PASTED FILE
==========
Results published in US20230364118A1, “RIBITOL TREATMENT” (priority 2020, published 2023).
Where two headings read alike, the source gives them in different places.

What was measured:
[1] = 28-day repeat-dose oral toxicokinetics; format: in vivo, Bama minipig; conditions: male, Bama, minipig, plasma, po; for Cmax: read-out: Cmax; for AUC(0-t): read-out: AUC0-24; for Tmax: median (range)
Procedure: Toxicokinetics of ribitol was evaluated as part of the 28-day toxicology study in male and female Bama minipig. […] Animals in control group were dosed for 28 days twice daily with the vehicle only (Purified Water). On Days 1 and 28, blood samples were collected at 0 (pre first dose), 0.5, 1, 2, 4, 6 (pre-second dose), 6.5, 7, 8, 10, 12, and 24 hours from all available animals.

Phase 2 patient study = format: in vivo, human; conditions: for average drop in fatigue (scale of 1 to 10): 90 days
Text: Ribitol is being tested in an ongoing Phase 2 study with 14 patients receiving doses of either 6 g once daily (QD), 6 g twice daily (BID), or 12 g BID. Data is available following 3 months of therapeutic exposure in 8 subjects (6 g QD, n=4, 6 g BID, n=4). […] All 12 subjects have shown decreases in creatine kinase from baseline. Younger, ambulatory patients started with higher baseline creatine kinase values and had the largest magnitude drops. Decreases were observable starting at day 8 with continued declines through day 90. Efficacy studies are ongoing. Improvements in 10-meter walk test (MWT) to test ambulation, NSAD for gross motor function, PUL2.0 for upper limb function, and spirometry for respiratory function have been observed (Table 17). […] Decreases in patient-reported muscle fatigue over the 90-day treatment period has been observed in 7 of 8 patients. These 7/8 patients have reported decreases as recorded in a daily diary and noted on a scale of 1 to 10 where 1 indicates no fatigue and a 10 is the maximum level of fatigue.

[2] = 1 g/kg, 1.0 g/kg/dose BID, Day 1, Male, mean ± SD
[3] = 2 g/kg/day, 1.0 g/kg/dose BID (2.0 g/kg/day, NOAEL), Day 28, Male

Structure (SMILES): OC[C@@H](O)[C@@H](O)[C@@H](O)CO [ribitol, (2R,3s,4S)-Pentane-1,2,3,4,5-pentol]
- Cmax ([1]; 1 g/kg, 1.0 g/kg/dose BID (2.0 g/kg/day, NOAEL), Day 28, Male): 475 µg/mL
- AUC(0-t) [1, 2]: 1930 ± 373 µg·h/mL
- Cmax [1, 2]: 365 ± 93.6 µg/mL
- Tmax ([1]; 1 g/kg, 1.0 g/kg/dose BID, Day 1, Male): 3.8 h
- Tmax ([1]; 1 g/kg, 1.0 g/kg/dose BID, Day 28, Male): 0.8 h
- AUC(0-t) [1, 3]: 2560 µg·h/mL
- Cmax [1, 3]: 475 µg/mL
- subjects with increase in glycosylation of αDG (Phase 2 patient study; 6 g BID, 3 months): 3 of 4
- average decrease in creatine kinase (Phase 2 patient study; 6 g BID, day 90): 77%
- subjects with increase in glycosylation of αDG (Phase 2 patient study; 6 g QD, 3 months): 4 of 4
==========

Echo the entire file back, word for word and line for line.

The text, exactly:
Results published in US20230364118A1, “RIBITOL TREATMENT” (priority 2020, published 2023).
Where two headings read alike, the source gives them in different places.

What was measured:
[1] = 28-day repeat-dose oral toxicokinetics; format: in vivo, Bama minipig; conditions: male, Bama, minipig, plasma, po; for Cmax: read-out: Cmax; for AUC(0-t): read-out: AUC0-24; for Tmax: median (range)
Procedure: Toxicokinetics of ribitol was evaluated as part of the 28-day toxicology study in male and female Bama minipig. […] Animals in control group were dosed for 28 days twice daily with the vehicle only (Purified Water). On Days 1 and 28, blood samples were collected at 0 (pre first dose), 0.5, 1, 2, 4, 6 (pre-second dose), 6.5, 7, 8, 10, 12, and 24 hours from all available animals.

Phase 2 patient study = format: in vivo, human; conditions: for average drop in fatigue (scale of 1 to 10): 90 days
Text: Ribitol is being tested in an ongoing Phase 2 study with 14 patients receiving doses of either 6 g once daily (QD), 6 g twice daily (BID), or 12 g BID. Data is available following 3 months of therapeutic exposure in 8 subjects (6 g QD, n=4, 6 g BID, n=4). […] All 12 subjects have shown decreases in creatine kinase from baseline. Younger, ambulatory patients started with higher baseline creatine kinase values and had the largest magnitude drops. Decreases were observable starting at day 8 with continued declines through day 90. Efficacy studies are ongoing. Improvements in 10-meter walk test (MWT) to test ambulation, NSAD for gross motor function, PUL2.0 for upper limb function, and spirometry for respiratory function have been observed (Table 17). […] Decreases in patient-reported muscle fatigue over the 90-day treatment period has been observed in 7 of 8 patients. These 7/8 patients have reported decreases as recorded in a daily diary and noted on a scale of 1 to 10 where 1 indicates no fatigue and a 10 is the maximum level of fatigue.

[2] = 1 g/kg, 1.0 g/kg/dose BID, Day 1, Male, mean ± SD
[3] = 2 g/kg/day, 1.0 g/kg/dose BID (2.0 g/kg/day, NOAEL), Day 28, Male

Structure (SMILES): OC[C@@H](O)[C@@H](O)[C@@H](O)CO [ribitol, (2R,3s,4S)-Pentane-1,2,3,4,5-pentol]
- Cmax ([1]; 1 g/kg, 1.0 g/kg/dose BID (2.0 g/kg/day, NOAEL), Day 28, Male): 475 µg/mL
- AUC(0-t) [1, 2]: 1930 ± 373 µg·h/mL
- Cmax [1, 2]: 365 ± 93.6 µg/mL
- Tmax ([1]; 1 g/kg, 1.0 g/kg/dose BID, Day 1, Male): 3.8 h
- Tmax ([1]; 1 g/kg, 1.0 g/kg/dose BID, Day 28, Male): 0.8 h
- AUC(0-t) [1, 3]: 2560 µg·h/mL
- Cmax [1, 3]: 475 µg/mL
- subjects with increase in glycosylation of αDG (Phase 2 patient study; 6 g BID, 3 months): 3 of 4
- average decrease in creatine kinase (Phase 2 patient study; 6 g BID, day 90): 77%
- subjects with increase in glycosylation of αDG (Phase 2 patient study; 6 g QD, 3 months): 4 of 4